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Lincoln Street Sewer Vent

Lincoln Street Sewer Vent

Experimental Disaster

Lincoln Street Sewer Vent

The Lincoln Street Sewer Vent was constructed in 1935 as a type of experiment for removing the unpleasant acid-bearing air from the sewerage system. Needless to say the experiment was hailed as a dismal failure.

Dumas’ Folly

Lincoln Street Sewer Vent

The Metropolitan Water Supply and Drainage Department decided to build two sewerage vents in Perth. One vent was built in  Subiaco and the other in Highgate, under the direction of Chief Engineer of the Public Works Department, Russell Dumas (Dumas House fame) .

The  Art Deco vent at Highgate was built on the corner of Lincoln Street next to the Highgate Hill Police Station. A perfect location because as it was high on a hill.

The aim of the towers was to filter the horrendously smelling air from the sewerage , up through the tower and high enough into the atmosphere for the wind to blow it away. It was also designed to prevent the acid bearing air corroding the concrete lined sewerage pipes .

It all sounded like a great idea, but no one counted for mother nature and her fickled weather conditions. On certain days the smelly polluted air did not vent up as expected, but dispersed itself throughout the neighbourhood and the police station. It wasn’t long before the residents began complaining about the foul odours. To make matters worse the vent wasn’t operating adequately so the only solution for the Public Works Department was to close both towers. The whole debacle became known as the Dumas’ Folly.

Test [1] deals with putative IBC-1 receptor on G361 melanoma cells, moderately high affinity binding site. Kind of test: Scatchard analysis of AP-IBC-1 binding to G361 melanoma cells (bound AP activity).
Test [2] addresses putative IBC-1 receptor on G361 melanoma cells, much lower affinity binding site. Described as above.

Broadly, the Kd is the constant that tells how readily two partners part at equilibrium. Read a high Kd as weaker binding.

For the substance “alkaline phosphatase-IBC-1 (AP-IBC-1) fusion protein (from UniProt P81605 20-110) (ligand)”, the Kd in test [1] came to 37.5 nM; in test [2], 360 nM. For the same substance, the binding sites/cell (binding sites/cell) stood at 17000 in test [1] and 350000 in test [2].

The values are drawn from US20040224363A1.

Smelly Communication in WWII

The Lincoln Street Sewer Vent experiment wasn’t a complete waste of time. In 1941 during World War II the Highgate sewer tower became the perfect location to hide and camouflage the antennae used by the Police Wireless Service. The central wireless section which was used within the police force was moved from the Police Headquarters to the Highgate Police Station and the antennae placed on top of the vent (hidden from view). The location of the wireless section was kept secret at the time, as it was considered a prime bombing target after Japan entered the war.

The wireless section remained at Highgate until 1975 when it was removed and transferred back to police headquarters in East Perth. The antennae are still attached to the tower.

The Lincoln Street Sewer Vent is 38m high and includes a one metre high plinth , making it the second highest tower of its kind in Australia. The tallest tower in Australia, which is 40m high, can be found in Sydney and was built in 1893.

Today the monumental tower,remains a dominant figure on the landscape , attracting curious glances from passersby. Very few, I would imagine, would know of its duel purpose.

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